Engaging healthcare providers (HCPs) is an important activity for pharmaceutical companies during all stages of product development. In fact, plans for maximizing HCP engagement are typically included in pharma marketing strategies. A survey targeting HCPs and other healthcare professionals reports that HCPs desire better access to different types of content through the channels and formats they use the most. This post will discuss how to strengthen your HCP engagement efforts by achieving the right balance of content, channels, and format or features.
Content—The Type HCPs Really Want
HCPs want more or better access to different types of high-quality content, including diagnostic tools, continuing education, and medical images. Pharma companies looking for ways to maximize HCP engagement should carefully consider the types of content they provide to their HCPs. Let’s discuss some of these types in detail.
Nearly 90% of HCPs access diagnostic tools at least once a month. This presents an opportunity for pharma companies who engage with HCPs to provide access to diagnostic tools through their own platforms. Reliable and accurate diagnostic applications are increasingly available through digital channels, and support HCPs in decision-making for their practice. For busy HCPs, instant access to diagnostic tools can improve their ability to not only provide care but also interact with pharma companies who implement these tools into their platforms.
More and more, continuing medical education (CME) programs have been requested by HCPs; but half of HCPs surveyed reported that they needed better access to educational content. CME appeals to HCPs who want to stay on top of developments made in their discipline, who support innovation in their practice, or who wish to learn new techniques or therapeutic approaches. The opportunity for pharma companies to provide their HCPs better access to CME content is ripe. Focus on engaging HCPs with new scientific findings and treatments that your company is involved in to form a mutually beneficial relationship.
While an abundance of medical imagery is available to HCPs—who access them at least once a month—the quality, accuracy, and validity of the medical images they access are inconsistent. Traditionally, pharma companies supply HCPs with their own branded promotional materials. However, there are many other types of medical images that HCPs find useful and that your company can provide, positioning yourself as a first-line resource.
Channels—Balancing Digital and Traditional
For pharma companies interested in maximizing HCP engagement, there is a need to adopt digital channels and become less reliant on traditional ones. Traditional channels for communicating with HCPs include meetings with sales reps, medical conferences, and pre-arranged phone calls. Many HCPs still find value in communicating through these channels; however, they fall short in meeting the HCPs’ needs to access certain content. That’s why there is a demand for pharma companies to adopt a cross-channel approach and to promote high-quality content accessible via digital channels, anytime and anywhere.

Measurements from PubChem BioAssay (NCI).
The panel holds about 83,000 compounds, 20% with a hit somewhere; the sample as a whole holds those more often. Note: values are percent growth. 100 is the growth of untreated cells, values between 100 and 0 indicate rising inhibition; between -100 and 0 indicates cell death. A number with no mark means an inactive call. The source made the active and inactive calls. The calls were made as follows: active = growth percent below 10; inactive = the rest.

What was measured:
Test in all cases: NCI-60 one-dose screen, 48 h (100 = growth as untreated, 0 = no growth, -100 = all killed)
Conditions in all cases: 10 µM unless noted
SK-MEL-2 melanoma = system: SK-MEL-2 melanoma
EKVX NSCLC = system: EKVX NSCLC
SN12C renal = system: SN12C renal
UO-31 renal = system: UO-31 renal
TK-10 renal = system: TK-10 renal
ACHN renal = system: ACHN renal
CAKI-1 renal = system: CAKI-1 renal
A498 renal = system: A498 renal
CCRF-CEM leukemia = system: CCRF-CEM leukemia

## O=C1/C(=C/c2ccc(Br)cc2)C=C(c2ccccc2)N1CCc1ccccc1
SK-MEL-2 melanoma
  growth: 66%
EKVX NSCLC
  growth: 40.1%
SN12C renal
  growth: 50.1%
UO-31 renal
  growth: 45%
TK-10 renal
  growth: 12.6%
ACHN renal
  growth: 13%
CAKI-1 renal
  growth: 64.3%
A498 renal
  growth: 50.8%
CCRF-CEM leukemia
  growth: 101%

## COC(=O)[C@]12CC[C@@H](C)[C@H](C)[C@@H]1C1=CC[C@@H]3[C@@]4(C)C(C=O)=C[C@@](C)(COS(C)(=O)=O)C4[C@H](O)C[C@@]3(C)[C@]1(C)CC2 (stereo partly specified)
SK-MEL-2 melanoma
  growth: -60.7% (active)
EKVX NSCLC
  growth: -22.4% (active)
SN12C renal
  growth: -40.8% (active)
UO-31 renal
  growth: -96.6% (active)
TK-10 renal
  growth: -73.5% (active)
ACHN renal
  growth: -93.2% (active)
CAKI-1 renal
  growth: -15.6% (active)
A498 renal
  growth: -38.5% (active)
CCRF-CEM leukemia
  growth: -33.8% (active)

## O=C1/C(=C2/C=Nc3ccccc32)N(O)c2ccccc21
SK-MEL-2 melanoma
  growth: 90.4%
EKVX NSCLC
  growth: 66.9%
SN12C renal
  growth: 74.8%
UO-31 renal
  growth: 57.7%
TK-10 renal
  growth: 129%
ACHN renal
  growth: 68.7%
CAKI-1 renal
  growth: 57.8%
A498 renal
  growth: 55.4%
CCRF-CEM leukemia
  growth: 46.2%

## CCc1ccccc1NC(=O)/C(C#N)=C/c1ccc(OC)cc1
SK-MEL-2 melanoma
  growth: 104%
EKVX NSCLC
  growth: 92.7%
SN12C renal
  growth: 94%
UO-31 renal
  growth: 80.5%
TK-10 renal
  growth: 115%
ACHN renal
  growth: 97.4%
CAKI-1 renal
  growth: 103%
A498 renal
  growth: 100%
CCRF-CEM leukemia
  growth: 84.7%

That said, there are still great opportunities for pharma companies to evolve traditional channels. Medical conferences provide important, cutting-edge information that the majority of HCPs find extremely valuable. However, attending conferences and live events often requires travel, taking HCPs away from their practice. Pharma companies can expand access to conference content by offering satellite symposia or providing access to conference reports through digital channels. And by facilitating ongoing discussions, hosting virtual panels, and providing access to conference resources and material, companies can even continue to engage HCPs after the conference.
Of course, digital or online channels are most frequently accessed by HCPs, but while most HCPs reported visiting independent websites more than once a week, they rarely accessed pharmaceutical brand websites. HCPs cited primary deterrents as a lack of interest, credibility, and trust. Herein lies an opportunity for pharma companies to beef up their current digital channels by fitting them with better quality content. A collaboration with other independent channels, specifically those established as credible, is another effective way to maximize digital engagement with HCPs.
Format and Features—Consider the User Experience
Digital content has evolved exponentially and with it, the types of formats and features used to support content. Among features that HCPs request in accessing digital content are search tools, download capabilities, visual illustrations or animations, synopses of key content, ability to filter content by disease or specialty, and the possibility to save and organize content. In other words, HCPs want customization. Pharma companies need to focus on the user experience of their online platforms, evaluate current features that support their content, and consider the list of features above. More importantly, websites and features developed to engage HCPs need to be optimized for mobile devices, providing a seamless experience. If they are not, you risk failing to capture valuable HCPs with a preference for using mobile devices.
Ultimately, maximizing HCP engagement relies on pharma’s ability to supply HCPs with the content they crave, in the formats they like, and on the channels they prefer. A need for evolving traditional methods of communication alongside a strong digital presence is the first step. Consider collaboration with other independent channels or websites, and offer access to enduring content including diagnostic tools, CME, and visual resources. Finally, by focusing on the needs and preferences of HCPs, pharma companies not only increase quality engagement, but gain credibility, trust, and receptiveness to targeted marketing efforts.